Stroke surveillance: population-based estimates and projections for New Zealand
Article first published online: 7 DEC 2007
Australian and New Zealand Journal of Public Health
Volume 31, Issue 6, pages 520–525, December 2007
How to Cite
Tobias, M., Cheung, J., Carter, K., Anderson, C. and Feigin, V. L. (2007), Stroke surveillance: population-based estimates and projections for New Zealand. Australian and New Zealand Journal of Public Health, 31: 520–525. doi: 10.1111/j.1753-6405.2007.00136.x
- Issue published online: 7 DEC 2007
- Article first published online: 7 DEC 2007
- Submitted: April 2007 Revision requested: May 2007 Accepted: August 2007
- mathematical model;
- New Zealand
Objective: To estimate the incidence, prevalence and mortality of stroke in New Zealand (NZ) in 2001, projected to 2011.
Methods: Multistate lifetable models were constructed using smoothed rates of first-ever stroke incidence and relative risks of mortality estimated from the most recent Auckland Regional Community Stroke (ARCOS) Study. Estimates of the burden of stroke in NZ were calculated by applying rates output by the model to the 2001 population. Stroke incidence, prevalence and mortality were then projected to 2011, assuming similar trends in stroke incidence and case fatality to those estimated between the 1991/92 and 2002/03 studies.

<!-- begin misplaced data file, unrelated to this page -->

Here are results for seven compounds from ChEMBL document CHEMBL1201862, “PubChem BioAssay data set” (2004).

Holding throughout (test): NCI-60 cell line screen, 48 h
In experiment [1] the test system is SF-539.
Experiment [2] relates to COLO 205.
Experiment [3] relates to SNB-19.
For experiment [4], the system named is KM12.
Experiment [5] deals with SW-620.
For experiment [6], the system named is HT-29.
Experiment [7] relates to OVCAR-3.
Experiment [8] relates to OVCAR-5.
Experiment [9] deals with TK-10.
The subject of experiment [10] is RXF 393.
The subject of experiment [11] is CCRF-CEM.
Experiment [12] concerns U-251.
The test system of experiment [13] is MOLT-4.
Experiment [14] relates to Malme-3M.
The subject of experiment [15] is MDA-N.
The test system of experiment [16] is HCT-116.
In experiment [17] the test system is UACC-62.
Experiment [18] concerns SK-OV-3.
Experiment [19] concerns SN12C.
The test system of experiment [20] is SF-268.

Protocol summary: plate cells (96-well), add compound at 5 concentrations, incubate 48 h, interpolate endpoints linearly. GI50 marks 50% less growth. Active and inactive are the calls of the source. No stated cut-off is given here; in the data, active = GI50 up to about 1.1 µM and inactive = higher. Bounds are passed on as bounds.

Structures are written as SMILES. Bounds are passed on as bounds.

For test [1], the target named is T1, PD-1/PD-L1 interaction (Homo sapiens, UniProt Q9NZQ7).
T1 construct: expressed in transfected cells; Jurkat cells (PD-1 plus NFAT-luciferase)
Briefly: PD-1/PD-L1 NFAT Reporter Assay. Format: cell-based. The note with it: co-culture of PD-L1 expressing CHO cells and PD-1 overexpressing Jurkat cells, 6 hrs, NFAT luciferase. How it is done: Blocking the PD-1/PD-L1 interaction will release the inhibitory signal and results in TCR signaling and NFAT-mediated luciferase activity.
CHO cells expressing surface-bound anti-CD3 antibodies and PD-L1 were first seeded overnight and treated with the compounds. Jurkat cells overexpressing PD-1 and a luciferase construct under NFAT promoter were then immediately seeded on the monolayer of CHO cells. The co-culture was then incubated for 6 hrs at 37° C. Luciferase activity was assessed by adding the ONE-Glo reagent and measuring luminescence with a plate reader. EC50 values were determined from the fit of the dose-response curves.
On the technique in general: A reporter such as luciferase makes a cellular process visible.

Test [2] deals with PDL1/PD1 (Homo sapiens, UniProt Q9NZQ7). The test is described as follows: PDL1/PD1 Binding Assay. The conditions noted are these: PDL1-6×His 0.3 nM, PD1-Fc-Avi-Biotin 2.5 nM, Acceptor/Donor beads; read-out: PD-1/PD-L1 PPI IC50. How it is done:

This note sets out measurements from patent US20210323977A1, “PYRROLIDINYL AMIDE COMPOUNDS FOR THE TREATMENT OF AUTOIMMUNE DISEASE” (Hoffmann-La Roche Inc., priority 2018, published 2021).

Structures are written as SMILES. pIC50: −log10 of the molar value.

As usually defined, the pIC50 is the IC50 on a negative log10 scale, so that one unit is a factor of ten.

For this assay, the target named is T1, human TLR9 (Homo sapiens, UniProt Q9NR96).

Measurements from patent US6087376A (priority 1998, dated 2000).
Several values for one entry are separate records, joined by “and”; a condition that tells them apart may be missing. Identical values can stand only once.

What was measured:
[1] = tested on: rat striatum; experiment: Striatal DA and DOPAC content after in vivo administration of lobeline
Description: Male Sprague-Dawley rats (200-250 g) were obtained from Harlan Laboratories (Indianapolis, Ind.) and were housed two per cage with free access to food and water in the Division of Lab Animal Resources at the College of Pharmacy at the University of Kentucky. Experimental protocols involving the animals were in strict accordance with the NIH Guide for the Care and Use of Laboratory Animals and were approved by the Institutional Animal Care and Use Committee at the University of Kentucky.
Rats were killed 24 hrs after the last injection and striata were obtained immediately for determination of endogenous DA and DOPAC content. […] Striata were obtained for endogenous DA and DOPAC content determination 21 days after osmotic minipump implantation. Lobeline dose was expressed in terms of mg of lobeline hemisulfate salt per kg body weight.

Results: A total of 5,200 first-ever strokes were estimated to have occurred in NZ in 2001. Rates of stroke rose exponentially with increasing age and were 20% higher among males than females at most ages. Nevertheless, the lifetable risk of stroke was lower for males (16%) than females (18%). On average, males survived a year longer than females after a first-ever stroke (9.0 vs. 8.2 years). The incidence rates of first-ever stroke declined by approximately 1% per year between 1991 and 2003. The lifetable risk of stroke remained stable for females but increased for males (from 14% to 16%) over this period. Stroke prevalence also increased by approximately 1% per year, whereas stroke-related mortality fell by 4% per year. If these trends continue, approximately 6,000 first-ever strokes (2% annual increase), 45,000 stroke survivors (2% annual increase) and 2,000 stroke-related deaths (1% annual decline) are expected in 2011.
Conclusion: Stroke mortality is falling faster than stroke incidence. This, together with population growth and ageing, will lead to a rising burden of stroke-related disability over the next decade.